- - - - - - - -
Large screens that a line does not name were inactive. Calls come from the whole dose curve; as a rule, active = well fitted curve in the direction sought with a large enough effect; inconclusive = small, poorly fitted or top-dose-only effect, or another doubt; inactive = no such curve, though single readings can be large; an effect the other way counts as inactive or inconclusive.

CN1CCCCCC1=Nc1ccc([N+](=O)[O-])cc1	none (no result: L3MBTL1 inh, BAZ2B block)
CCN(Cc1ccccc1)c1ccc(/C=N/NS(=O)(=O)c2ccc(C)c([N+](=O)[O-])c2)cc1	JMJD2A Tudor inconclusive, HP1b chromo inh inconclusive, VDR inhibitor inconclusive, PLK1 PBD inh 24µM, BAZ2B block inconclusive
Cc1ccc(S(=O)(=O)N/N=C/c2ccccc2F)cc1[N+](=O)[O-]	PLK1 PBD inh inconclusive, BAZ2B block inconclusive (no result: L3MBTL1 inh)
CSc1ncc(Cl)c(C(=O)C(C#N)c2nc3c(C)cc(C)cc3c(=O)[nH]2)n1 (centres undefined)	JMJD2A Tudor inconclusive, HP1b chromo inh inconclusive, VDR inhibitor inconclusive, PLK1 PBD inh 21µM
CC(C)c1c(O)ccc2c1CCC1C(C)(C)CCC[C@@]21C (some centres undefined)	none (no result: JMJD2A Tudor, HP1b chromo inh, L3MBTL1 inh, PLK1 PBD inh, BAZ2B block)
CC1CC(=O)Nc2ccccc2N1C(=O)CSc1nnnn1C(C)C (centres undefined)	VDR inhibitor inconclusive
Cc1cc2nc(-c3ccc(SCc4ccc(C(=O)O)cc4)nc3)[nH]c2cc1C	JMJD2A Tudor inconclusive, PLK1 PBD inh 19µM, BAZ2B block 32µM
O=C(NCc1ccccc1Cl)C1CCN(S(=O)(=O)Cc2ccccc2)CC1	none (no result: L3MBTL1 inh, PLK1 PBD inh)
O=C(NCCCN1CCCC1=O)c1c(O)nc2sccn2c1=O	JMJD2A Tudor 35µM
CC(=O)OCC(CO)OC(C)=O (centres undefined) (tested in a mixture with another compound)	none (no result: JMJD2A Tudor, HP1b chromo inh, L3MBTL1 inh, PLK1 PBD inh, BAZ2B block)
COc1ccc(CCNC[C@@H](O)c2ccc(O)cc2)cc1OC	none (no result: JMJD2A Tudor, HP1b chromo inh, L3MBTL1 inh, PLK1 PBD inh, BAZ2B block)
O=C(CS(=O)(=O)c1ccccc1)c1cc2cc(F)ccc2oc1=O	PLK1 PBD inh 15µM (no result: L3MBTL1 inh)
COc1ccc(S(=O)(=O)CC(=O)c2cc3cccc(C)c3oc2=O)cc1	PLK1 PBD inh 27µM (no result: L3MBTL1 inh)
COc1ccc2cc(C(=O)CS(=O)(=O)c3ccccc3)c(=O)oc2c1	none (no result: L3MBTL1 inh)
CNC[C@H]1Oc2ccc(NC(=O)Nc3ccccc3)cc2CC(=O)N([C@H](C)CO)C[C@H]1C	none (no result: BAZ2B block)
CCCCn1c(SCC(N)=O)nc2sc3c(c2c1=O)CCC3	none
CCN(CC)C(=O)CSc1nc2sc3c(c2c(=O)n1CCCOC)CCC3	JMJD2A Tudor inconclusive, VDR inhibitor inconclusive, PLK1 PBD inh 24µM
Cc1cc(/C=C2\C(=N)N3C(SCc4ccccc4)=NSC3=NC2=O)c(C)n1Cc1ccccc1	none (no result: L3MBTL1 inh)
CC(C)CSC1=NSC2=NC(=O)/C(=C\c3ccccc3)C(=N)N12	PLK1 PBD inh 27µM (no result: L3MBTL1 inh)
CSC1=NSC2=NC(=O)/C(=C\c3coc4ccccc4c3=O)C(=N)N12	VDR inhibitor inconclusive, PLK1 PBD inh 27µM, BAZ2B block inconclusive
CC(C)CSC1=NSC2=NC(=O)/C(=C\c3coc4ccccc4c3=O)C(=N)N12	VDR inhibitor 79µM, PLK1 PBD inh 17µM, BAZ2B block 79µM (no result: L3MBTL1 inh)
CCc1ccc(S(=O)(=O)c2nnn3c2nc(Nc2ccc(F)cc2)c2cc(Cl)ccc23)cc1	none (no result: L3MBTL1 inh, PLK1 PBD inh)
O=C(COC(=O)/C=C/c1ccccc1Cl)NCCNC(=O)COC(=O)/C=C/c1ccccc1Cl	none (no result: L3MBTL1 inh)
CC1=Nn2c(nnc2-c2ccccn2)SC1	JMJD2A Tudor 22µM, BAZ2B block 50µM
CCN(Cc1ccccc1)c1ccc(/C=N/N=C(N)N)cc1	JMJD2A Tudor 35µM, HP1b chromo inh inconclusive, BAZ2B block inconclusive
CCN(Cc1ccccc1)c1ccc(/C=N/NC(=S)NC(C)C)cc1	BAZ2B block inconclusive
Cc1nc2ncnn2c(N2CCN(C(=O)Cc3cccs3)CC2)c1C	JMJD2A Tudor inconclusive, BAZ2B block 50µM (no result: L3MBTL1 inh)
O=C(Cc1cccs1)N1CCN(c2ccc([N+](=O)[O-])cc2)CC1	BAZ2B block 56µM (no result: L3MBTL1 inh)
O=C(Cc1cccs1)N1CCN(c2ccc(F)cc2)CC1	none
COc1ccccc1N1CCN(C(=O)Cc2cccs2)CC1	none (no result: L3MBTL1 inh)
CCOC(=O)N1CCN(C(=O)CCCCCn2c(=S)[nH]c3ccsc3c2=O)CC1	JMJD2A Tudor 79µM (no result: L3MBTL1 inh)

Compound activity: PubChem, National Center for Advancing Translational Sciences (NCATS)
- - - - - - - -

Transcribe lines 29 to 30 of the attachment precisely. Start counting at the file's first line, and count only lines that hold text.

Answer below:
O=C(Cc1cccs1)N1CCN(c2ccc([N+](=O)[O-])cc2)CC1	BAZ2B block 56µM (no result: L3MBTL1 inh)
O=C(Cc1cccs1)N1CCN(c2ccc(F)cc2)CC1	none